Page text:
It's Monday, and normally I would be setting up the theme for the week ahead, so that I could write individual posts about that topic all week, but I need some help from you guys first.
I think my readership is still pretty low, because I don't have very many profile views, and few comments.
If you are reading this blog regularly, and could let me know (either by commenting or sending me an e-mail through the "Contact Me" feature on the right sidebar), I will know better how to continue. I would love to know if you just enjoy reading it, or if you are actually trying some of the ideas as well.
I really love writing on the topic of art, and trying to get others to bring it in to their lives on a regular basis, but unless I know that others are trying some of the exercises or gaining benefit from reading my blog regularly, it is hard to justify the time it takes to prepare daily for this blog, and I may cut down on my quantity of posts-or (dread)- let it go altogether.
Can you guys let me know what you think so far? I'd really appreciate it.
Friday, March 16, 2007
To mix or not to mix color?- that is the question!
What I am talking about here is the idea of putting color down and not mixing totally beforehand on your palette but instead, letting the viewer's eye mix the colors optically.
This isn't a new concept by any means, of course. The impressionists exploited this idea to the fullest, with Georges Seurat's pointillism being the best example, where he used little dots of pure color to make up his paintings. Remember Sunday Afternoon on the Island of La Grand Jatte above?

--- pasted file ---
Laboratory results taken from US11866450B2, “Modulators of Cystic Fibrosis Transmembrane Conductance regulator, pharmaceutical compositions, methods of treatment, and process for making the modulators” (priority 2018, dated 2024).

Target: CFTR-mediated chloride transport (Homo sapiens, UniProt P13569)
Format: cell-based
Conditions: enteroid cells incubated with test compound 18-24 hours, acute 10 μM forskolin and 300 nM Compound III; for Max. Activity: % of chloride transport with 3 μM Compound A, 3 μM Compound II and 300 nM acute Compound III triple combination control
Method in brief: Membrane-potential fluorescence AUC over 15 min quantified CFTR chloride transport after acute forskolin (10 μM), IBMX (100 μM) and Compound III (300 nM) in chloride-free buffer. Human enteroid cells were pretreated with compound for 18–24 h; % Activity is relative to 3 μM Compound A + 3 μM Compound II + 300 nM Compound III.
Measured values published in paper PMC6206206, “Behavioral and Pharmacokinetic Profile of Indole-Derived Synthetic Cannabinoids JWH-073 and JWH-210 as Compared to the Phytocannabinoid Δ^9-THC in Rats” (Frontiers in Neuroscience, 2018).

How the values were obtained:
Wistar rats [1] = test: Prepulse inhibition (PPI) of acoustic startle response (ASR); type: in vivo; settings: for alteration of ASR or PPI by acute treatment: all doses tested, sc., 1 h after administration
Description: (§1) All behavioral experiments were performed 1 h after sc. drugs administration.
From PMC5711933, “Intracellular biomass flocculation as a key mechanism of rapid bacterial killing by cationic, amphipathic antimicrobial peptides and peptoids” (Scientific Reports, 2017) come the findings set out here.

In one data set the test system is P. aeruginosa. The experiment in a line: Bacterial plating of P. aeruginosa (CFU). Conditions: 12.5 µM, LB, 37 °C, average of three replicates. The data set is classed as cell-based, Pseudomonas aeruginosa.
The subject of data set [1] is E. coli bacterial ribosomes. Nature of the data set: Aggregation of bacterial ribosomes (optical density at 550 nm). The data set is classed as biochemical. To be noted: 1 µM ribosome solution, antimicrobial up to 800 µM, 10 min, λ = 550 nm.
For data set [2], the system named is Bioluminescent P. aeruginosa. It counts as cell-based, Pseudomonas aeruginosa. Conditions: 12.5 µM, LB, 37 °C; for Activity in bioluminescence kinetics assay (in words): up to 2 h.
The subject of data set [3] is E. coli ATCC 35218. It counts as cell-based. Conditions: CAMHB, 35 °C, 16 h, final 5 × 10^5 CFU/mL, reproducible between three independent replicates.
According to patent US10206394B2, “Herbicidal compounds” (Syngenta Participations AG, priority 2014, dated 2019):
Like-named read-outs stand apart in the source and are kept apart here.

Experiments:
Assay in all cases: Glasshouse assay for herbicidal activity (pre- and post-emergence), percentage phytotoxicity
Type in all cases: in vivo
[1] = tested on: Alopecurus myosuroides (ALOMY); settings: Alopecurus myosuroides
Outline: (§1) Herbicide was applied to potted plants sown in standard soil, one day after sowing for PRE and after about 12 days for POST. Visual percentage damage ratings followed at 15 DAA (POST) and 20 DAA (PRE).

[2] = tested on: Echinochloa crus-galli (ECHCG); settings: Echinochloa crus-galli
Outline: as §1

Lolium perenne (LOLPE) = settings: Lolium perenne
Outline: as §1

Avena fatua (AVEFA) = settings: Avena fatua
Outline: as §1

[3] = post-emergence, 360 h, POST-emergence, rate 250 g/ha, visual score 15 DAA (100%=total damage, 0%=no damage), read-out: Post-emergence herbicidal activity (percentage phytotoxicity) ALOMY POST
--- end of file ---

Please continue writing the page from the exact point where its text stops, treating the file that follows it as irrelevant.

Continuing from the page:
I like to use a modified approach, inspired by the impressionist painters, in my own work. I try to resist the urge to mix every color perfectly on the palette first, but I do mix some of the colors. Others, I use in full strength, and place them in unexpected places.
Take a look, for example, at Portrait of a Cambodian Woman below. Do you see the pure reds and yellows used on her face? These are colors that I would normally use when mixing flesh tones, but I let them exist on the paper in their pure form.
As an artist, I encourage you to try this today. Work on paper, and use a toned paper if you can (even brown craft/packaging paper like in my painting) as your surface. Try to "see" the different colors in the subject. Part of it is imagination, and part of it is actually breaking down the colors you would normally use to mix the resulting color, and using those directly on your painting.
I hope you enjoy giving this a try today.
Stay tuned for my weekend post, with tips about setting up your palette.
I'd love to hear your comments, trials, tribulations and successes, so please comment if you can!
Thursday, March 15, 2007
To continue with our week-long look at color, I thought that we'd see today how to use color to make your paintings POP!
In yesterday's post, I talked about how you can use color to unify your work. Although there are ways to both unify and still "pop" with color, and I advocate doing both, today we will explore the pop factor.
I am not talking about pop-art, but instead about how to play certain colors off one another to make a visual impact with your work.
In the example above, a photo of my dog that I manipulated and digitally painted, I changed her reddish brown color to a yellow orange, and then used an aqua and blue combination for the background. I did this because yellow-orange and aqua (marked with red dots on the wheel below) are opposites on the color wheel- complementary colors- which tend to look really dynamic when used together in the same painting. You can see that I also marked the blue and yellow that are shown across from each other as well. I also used them in the same piece.
How about trying out a small painting utilizing color opposites on the wheel to give it a dynamic punch?! Choose any two colors directly acroos from each other on the wheel and use them as your main choices. Let me see what you come up with!